Perry: Might Not Come Back To Kapalua

Doug Ferguson does a nice job summing up the different views on toughened-up and trade-windy Kapalua.

The debate is the same old deal: some players whine when the wind is up and the greens freakish, but they are not able to explain why their whining is legit. And others embrace it as ideal golf. Sadly, there aren't too many who fall somewhere in between, able to explain why the architecture was designed to play a certain way, and how the new green speeds perhaps weren't meant for the trade-winds.

(And it would be nice to hear from just one player about the noticeably soft approaches contrasting with the firm greens...a chintzy setup element that I don't remember being an issue in previous years, especially since the approaches are so vital to the Plantation Course's design).

But as usual, the guys who might have a legitimate gripe come off sounding like big complainers.

"I think they've blown it," Kenny Perry huffed after a 77 in the third round. "It's a little unfair. Everyone has to play it, but I don't think it's golf, in my opinion. Who wants to shoot 75 or 76 when that's the average score? I tell you what, it's shot my confidence."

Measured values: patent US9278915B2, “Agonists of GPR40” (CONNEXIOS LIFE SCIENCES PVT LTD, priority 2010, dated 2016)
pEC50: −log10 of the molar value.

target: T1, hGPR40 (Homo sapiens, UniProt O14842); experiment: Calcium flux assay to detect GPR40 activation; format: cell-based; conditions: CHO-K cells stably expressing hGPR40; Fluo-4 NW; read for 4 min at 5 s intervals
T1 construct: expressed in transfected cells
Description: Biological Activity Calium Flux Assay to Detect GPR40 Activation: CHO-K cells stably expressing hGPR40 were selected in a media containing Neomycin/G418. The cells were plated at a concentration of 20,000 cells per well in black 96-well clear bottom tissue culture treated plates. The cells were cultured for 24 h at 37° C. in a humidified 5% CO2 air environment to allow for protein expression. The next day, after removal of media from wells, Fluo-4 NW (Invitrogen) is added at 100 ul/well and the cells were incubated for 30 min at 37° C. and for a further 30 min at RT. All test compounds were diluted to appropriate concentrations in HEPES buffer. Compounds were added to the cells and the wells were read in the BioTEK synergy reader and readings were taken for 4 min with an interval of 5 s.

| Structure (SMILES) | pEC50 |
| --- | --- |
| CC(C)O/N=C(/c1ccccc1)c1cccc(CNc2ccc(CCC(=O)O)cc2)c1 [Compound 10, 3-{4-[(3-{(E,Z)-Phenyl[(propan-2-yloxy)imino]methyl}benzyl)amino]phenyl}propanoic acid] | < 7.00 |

Perry was so flustered that he said he would consider not returning next year if he was eligible. Mark Calcavecchia thought that was a little severe. After all, they're in Hawaii being treated like royalty. Last place paid $70,000. Every player got a free room at the Ritz-Carlton. the Mercedes and Kapalua people will be biting their nails all season long, wondering if charismatic Kenny will win again and grace them with his presence.  On the other side...

"I think it's great," said Brad Faxon, who opened with an 82, closed with a 74 and tied for 23rd at 17 over. "A lot of people thought this course was too easy. I would think Mercedes would be a competitive tournament, not a 30-under romp. If 2 or 3 under is leading, you can have a handful of guys who can win." 

Judging by the number of times my grandmother nodded off because we made her watch the final nine holes, I'm going to say the tough setup put more people to sleep instead of bringing in new fans.

Because as much as they want to wheel out words like "integrity" and "challenge," it's just entertainment folks. David Toms seemed to understand:

"I walked off the second green and told people they need to go watch football," said Toms, who was one shot out of the lead going into the weekend until rounds of 79-75 left him in a tie for 13th. "Obviously, some guys are playing good. But to see pros in the teens over par starting the season? That's not a lot of fun."